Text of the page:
Trimmed mean inflation is forecast to move to 6.5 per cent around year end, up from 6.1 per cent at the end of September, before declining to 3.25 per cent by the end of 2024, the Reserve Bank of Australia (RBA) said in its latest quarterly statement on monetary policy.
In August, the RBA had cited slightly more timid figures, forecasting trimmed mean inflation to peak at 6 per cent and decline to 3 per cent by the end of 2024.
The bank explained that “second-round effects from higher energy prices” are forecast to keep underlying inflation a little higher than previously expected.
“Domestic labour cost growth is expected to pick up over the coming year and remain high over the forecast period,” it said.
On Tuesday, the RBA announced that headline inflation is forecast to peak at 8 per cent, a little higher than a few months ago.
The bank explained its recent inflation forecast errors by noting that inflation is broadly based as a result of global factors, including pandemic-related disruptions to supply chains and Russia’s invasion of Ukraine.
Locally, it said, domestic demand, a tight labour market, flood-related disruptions and capacity constraints in some sectors are contributing to the upward pressure on prices.
“Expectations for above-average rainfall, consistent with the ongoing La Niña event, have also increased the likelihood of further supply disruptions affecting costs and prices for a range of goods in late 2022 and early 2023,” the RBA said.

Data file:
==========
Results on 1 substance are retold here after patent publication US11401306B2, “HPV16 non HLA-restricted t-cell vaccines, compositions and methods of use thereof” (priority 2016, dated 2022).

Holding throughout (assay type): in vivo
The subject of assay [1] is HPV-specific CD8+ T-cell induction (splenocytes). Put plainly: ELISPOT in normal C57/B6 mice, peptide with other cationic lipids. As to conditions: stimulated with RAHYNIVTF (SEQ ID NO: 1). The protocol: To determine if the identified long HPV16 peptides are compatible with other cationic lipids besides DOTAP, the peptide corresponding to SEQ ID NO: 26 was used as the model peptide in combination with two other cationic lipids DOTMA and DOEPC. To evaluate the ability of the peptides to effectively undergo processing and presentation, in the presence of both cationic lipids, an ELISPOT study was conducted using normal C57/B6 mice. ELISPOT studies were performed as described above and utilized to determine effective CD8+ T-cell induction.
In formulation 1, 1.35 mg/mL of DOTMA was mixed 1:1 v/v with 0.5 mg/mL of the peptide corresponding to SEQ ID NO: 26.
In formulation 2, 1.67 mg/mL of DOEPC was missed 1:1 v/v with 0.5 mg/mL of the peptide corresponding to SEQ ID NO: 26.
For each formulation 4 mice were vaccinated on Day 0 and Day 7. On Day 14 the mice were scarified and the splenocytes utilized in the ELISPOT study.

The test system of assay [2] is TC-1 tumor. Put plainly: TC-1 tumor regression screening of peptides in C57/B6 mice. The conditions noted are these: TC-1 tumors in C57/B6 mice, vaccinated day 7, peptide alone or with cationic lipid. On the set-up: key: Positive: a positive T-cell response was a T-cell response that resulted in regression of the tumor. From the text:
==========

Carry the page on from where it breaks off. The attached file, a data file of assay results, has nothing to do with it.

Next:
Turning to energy prices, it said, they too are expected to add “significantly” to inflationary pressure over coming years.
“Retail prices for electricity and gas have increased by 10 to 15 per cent in recent months, but will mostly affect measured prices in the CPI in the December quarter,” the bank predicted.
“Information from government agencies suggests that price increases in 2023 are likely to be larger than previously assumed; wholesale prices remain around double the levels seen in 2021 and network costs are also expected to rise.
“As a result, retail gas and electricity prices are projected to rise by 20 to 30 per cent in 2023. Overall, these changes have resulted in inflation being higher than previously expected in the second half of the forecast period.”
Moreover, the bank said inflationary pressures have broadened significantly since late 2021.
“Faster rates of price inflation have spread beyond consumer durables and the prices of newly constructed homes to items such as groceries and market services,” the bank said.
The RBA lifted interest rates by 25 basis points at its November meeting having “recognised that interest rates had already been increased significantly in a short period of time and that the full effect of those increases lies ahead”.
“In an uncertain environment, slowing the adjustment of policy allows time to assess the effects of the increases to date and the evolving economic outlook.”
It reiterated that “drawing out” policy adjustments also helps to keep public attention focused for a longer period on the board’s resolve to return inflation to target.
Maja's career in journalism spans well over a decade across finance, business and politics. Now an experienced editor and reporter across all elements of the financial services sector, prior to joining Momentum Media, Maja reported for several established news outlets in Southeast Europe, scrutinising key processes in post-conflict societies.